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Stress

Awareness of carer distress in people with dementia

Objectives: People caring for family members who have dementia often experience considerable levels of anxiety and depression. However, relatively little is known about the awareness of carer distress among people with dementia. This study investigated whether or not people with dementia are aware of the level of distress experienced by their carers.

Thu, 07/20/2017 - 15:21

Adjusting to the caregiving role: the importance of coping and support

Background: Although informal end-of-life care is associated with significant physical and psychological morbidity for caregivers, few interventions have been developed to meet these needs. This study aimed to identify existing coping and support mechanisms among informal cancer caregivers in order to inform intervention development.

Method: One-to-one semi-structured qualitative interviews were undertaken with 20 informal cancer caregivers of home palliative care patients.

Thu, 07/20/2017 - 15:20

A comparison of elderly day care and day hospital attenders in Leicestershire: client profile carer stress and unmet need

Traditionally, day care for elderly persons has been provided by health or social services; however, recently facilities have been developed by voluntary organizations. This study was conducted to examine the characteristics of elderly clients with mental health problems attending these various settings, and to identify any areas of unmet need.

Thu, 07/20/2017 - 15:20

Cohort study of informal carers of first-time stroke survivors: profile of health and social changes in the first year of caregiving

Informal carers underpin community care policies. An initial cohort of 105 informal live-in carers of new stroke patients from the South Coast of England was followed up before discharge, six weeks after discharge and 15 months after stroke with face-to-face interviews assessing physical and psychological health, and social wellbeing. The carer cohort was compared to a cohort of 50 matched non-carers over the same time period. Carer distress was common (37–54%), started early on in the care-giving experience and continued until 15 months after stroke.

Thu, 07/20/2017 - 15:20

Effectiveness of cognitive-behavioural family intervention in reducing the burden of care in carers of patients with Alzheimer's disease

Background The majority of patients with Alzheimer's disease live outside institutions and there is considerable serious psychological morbidity among their carers.

Aims To evaluate whether family intervention reduces the subjective burden of care in carers of patients with Alzheimer's disease and produces clinical benefits in the patients.

Thu, 07/20/2017 - 15:20

Focus on home: what time-use data can tell about caregiving to adults

This study analyses data from Statistics Canada's 1998 social survey of 10,749 people to learn more about the nature and situation of Canadian adults providing care at home to other adults. Data included time-use and respondents' sociodemographic, cultural, work, and leisure characteristics, as well as outcome factors. The analyses found 212 respondents (about 2 percent) providing personal, medical, or other care to other household adults on the day studied. Carers were compared to those not found to provide these services.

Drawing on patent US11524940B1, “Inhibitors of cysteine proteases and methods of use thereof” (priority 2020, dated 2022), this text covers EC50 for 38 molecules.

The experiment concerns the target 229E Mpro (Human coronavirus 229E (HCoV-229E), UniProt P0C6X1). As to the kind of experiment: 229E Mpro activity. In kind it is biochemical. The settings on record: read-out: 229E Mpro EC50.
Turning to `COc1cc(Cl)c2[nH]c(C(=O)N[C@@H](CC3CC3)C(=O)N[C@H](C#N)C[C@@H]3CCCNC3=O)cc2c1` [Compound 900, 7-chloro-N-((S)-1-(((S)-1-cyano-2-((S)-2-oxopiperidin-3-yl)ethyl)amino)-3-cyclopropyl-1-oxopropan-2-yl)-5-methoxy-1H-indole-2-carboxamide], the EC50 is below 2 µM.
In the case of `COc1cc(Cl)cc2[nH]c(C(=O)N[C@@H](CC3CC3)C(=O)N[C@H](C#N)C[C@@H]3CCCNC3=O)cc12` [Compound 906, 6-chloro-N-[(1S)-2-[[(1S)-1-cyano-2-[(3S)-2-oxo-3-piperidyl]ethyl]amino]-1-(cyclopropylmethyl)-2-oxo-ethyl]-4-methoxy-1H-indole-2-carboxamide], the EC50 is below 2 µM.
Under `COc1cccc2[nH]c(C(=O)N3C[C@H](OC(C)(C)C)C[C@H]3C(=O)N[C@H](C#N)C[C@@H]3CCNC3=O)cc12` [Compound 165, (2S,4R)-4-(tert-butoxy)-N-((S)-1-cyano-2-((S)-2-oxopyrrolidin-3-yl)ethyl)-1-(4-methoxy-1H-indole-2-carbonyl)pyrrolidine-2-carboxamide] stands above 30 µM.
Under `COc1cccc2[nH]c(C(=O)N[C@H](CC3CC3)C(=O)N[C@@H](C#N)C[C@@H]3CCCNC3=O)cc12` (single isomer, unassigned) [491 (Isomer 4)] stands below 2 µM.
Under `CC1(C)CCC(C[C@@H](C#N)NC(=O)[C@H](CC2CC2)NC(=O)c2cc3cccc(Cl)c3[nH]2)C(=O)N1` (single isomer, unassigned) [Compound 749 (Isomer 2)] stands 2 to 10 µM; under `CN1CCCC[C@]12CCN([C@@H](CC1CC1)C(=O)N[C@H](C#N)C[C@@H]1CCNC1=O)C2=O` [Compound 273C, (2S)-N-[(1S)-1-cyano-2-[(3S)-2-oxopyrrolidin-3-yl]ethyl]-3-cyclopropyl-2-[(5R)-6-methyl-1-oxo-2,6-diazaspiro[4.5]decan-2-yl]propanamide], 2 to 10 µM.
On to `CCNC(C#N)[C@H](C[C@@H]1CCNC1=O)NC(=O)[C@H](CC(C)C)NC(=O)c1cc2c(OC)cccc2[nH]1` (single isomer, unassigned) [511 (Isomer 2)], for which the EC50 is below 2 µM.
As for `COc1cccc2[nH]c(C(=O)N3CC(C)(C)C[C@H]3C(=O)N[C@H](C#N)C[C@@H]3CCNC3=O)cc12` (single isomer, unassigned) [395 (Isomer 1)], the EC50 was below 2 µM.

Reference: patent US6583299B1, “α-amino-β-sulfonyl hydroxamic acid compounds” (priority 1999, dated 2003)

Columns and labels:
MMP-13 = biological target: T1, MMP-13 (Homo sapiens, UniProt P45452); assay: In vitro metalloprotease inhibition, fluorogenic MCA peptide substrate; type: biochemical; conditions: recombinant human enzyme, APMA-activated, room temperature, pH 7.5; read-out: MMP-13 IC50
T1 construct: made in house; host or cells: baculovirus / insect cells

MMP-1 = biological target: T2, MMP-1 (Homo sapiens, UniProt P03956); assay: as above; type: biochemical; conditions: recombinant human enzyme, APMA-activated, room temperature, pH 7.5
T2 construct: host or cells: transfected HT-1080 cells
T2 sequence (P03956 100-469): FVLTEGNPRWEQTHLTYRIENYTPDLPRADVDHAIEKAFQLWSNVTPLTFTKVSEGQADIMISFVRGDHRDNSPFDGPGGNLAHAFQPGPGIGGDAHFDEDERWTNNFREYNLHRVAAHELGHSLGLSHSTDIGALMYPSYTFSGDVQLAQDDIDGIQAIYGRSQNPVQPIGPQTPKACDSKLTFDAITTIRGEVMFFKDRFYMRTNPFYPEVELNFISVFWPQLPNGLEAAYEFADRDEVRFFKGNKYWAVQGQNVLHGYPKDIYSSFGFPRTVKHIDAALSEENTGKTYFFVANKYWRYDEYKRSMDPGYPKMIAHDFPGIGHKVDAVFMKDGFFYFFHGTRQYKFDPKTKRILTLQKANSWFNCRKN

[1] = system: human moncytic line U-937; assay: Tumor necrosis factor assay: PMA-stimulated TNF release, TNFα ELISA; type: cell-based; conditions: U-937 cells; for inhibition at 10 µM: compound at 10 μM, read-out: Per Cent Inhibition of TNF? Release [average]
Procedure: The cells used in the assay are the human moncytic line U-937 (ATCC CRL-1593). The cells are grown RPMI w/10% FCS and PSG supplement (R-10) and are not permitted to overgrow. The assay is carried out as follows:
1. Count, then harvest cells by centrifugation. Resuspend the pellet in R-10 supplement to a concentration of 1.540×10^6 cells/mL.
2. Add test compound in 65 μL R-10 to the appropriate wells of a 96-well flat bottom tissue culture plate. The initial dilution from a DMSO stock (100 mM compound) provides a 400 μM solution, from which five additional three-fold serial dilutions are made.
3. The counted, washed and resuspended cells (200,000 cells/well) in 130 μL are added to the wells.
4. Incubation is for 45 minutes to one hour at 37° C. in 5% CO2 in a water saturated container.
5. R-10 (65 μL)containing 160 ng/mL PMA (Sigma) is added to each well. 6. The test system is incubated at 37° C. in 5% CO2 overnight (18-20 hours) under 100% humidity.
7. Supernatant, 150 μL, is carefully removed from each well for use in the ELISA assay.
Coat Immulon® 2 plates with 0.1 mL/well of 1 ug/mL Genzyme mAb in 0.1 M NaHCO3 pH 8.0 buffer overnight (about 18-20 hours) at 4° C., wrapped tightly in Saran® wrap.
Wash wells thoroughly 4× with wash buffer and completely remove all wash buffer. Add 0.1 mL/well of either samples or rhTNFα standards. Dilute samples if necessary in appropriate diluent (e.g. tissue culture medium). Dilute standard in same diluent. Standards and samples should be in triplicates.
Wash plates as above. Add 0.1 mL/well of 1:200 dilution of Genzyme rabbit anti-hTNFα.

Thu, 07/20/2017 - 15:20

Informal carers and wound management: an integrative literature review

Objective:The consequences of informal care giving have been well documented in recent decades, and in many fields of illness and chronic disease, the role of informal carers has been recognised and investigated. Informal caregivers in the field of wound management and prevention have been largely unnoticed, despite the chronic nature of many wounds, the enduring nature of treatments and the impact on the physical and social environment; factors likely to have a significant impact on family and friends.

Thu, 07/20/2017 - 15:20

Patterns of exclusion of carers for people with mental health problems - the perspectives of professionals

A major issue in research, policy and professional practice is the social exclusion of carers, in particular carers for people with mental health problems. In order to address the issue of social exclusion from the perspectives of professionals, 65 participants were interviewed. The sample included directors, managers and senior staff from the social care, health and voluntary sectors. Respondents were asked to comment at length on the social exclusion of carers.

Thu, 07/20/2017 - 15:19

Coping with dementia and older families of adults with Down syndrome

The authors studied a group of older carers of aging adults with Down syndrome (DS) to ascertain what effects such caregiving may have on them given the presence or possibility of age-associated decline or dementia. The study also examined the comparative levels of care provided, key signs noted when decline was beginning, the subjective burden experienced, and what were the key associated health factors when carers faced a changed level of care.

Thu, 07/20/2017 - 15:19

Caregiver Assessment of Support Need, Reaction to Care, and Assessment of Depression

The aims of this study were to: (a) identify New Zealand informal carers' support needs; (b) assess caregivers' depression; and (c) assess positive and negative aspects of caregiving. A sample of 287 carers from throughout New Zealand was recruited by advertisements in carer support organizations literature, in 2008. Data were collected using Centre for Epidemiologic Short Depression scale (CES-D10), Caregivers Reaction Assessment scale (CRA), and open-ended questions. Carer burden was significant (p ≤ .01) in the 60 to 69 age group.

Thu, 07/20/2017 - 15:19

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